Joost and Web 2.0

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Joost.com is a social networking site that allows you to watch TV shows, videos, and movies with your friends. Joost allows you to search for videos online or watch what someone else has suggested that you watch. Joost.com was invented by the same people who brought you Skype and Kazaa. Joost is the first broadcast quality Internet television service. Unfortunately, Joost has been sold and has laid off tons of its staff. Is Joost.com the wave of the future?

How does Joost Work

Joost features a proprietary video plugin. Joost uses a peer-to-peer (P2P) network.  This means that you don’t pull the video from one specific source, but you pull bits of the video from the other peers who are on Joost. [1] A user should just click a video to start playing the video. It turns a PC into an instant on-demand TV without any need for an additional set-up box. [2] The Joost client has built in person-to-person file sharing. This means that Joost has lower bandwidth bills. It also means that Joost doesn’t need to worry about overloading servers while showing live events – users can just grab the stream from others automatically.[3]

Joost Programming and Web 2.0 Applications

Joost does use php and javascript programming to operate a peer-to-peer streaming video network. In 2007 and 2008, Joost used a peer-to-peer TV technology to distribute content to their Mozilla-based desktop player. This player later became Flash-based instead. Joost used a team of 150 software developers.  Discussion forums, show ratings, and multi-user chat sessions are all operated through semi-transparent widget overlays. These are often linked through the active stream or channel.[2]

Wikipedia describes the technology of Joost as “The current version of the software is based on XULRunner and the audio management re-uses the ZAP Media Kit. The peer to peer layer for on-demand video comes from the Joltid company, which also provided the peer to peer layer of Skype. A peer to peer layer for live video was developed from scratch, with a first trial run broadcasting March Madness 2008[3]. The video playback utilizes the CoreCodec, CoreAVCH.264 video decoder.”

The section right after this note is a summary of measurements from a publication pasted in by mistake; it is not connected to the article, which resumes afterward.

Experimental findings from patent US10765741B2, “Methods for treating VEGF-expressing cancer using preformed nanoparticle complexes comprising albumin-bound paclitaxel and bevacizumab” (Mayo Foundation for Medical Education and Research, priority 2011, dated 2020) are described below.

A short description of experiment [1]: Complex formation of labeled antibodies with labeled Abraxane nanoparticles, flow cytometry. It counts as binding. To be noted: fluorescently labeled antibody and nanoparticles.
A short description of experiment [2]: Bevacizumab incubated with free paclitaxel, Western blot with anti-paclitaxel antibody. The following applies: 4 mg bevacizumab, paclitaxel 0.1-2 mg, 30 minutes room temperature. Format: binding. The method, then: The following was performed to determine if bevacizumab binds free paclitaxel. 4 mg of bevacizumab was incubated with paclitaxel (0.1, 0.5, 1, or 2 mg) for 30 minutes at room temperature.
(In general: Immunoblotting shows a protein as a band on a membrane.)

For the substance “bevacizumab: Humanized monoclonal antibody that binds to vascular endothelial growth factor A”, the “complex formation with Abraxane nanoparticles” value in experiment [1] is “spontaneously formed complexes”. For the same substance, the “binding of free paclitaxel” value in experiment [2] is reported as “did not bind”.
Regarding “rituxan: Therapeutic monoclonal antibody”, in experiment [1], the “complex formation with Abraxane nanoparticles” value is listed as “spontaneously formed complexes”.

Joost’s Future

Joost has announced that they’re discontinuing the software application altogether, but haven’t explained why. Hulu is much more successful, and, in my opinion, offers better quality programming. Broadstuff.com describes is like so: “Joost doesn’t offer anything particularly unique or compelling to users over competing sites with proprietary content (Hulu with Fox and NBC, TV.com with CBS).” [3] Joost.com dropped its consumer service, cut jobs, and lost its chief executive as it prepared to sell itself to the Adconion Media Group, an online advertising and marketing company. [4]

My Experience with Joost.com

Joost.com has no reception problems that I encountered. The programming does seem to be more like independent programs or movies, much like the Sundance channel. I would call it independent television. There were no commercials, either. This would be a nice addition to television. Sort of like YouTube.com.  I did preview the groups on Joost.com, but out of two “What We’re Viewing” links, both links did not work. I like Joost, but I think it could benefit from some added feature needed to make the site more accessible. For instance, it might catch on at a later time given that Facebook and other social networking sites will develop and expand.  If the program could be integrated into Facebook, and I could view my friend’s favorites, then I would more likely view television from the site. I think that this can be done, but hasn’t been done by my friends, yet. Joost, although currently struggling, may catch on in the future, and who knows where Adconion plans to take Joost?

References:

  1. “VIACOM TO BE KEY CONTENT PARTNER WITH JOOST™”. etopiamedia.net. 01/24/2010.
  2. “Joost”. Wikipedia.org. 01/24/2010 .
  3. Alan , Patrick. “The beginning of the end of Joost?”. TechCrunch. 01/24/2010 .
  4. Cyrus, Sanati. “Joost Sells Most of Its Assets to Adconion”. The New York Times. 01/24/2010.
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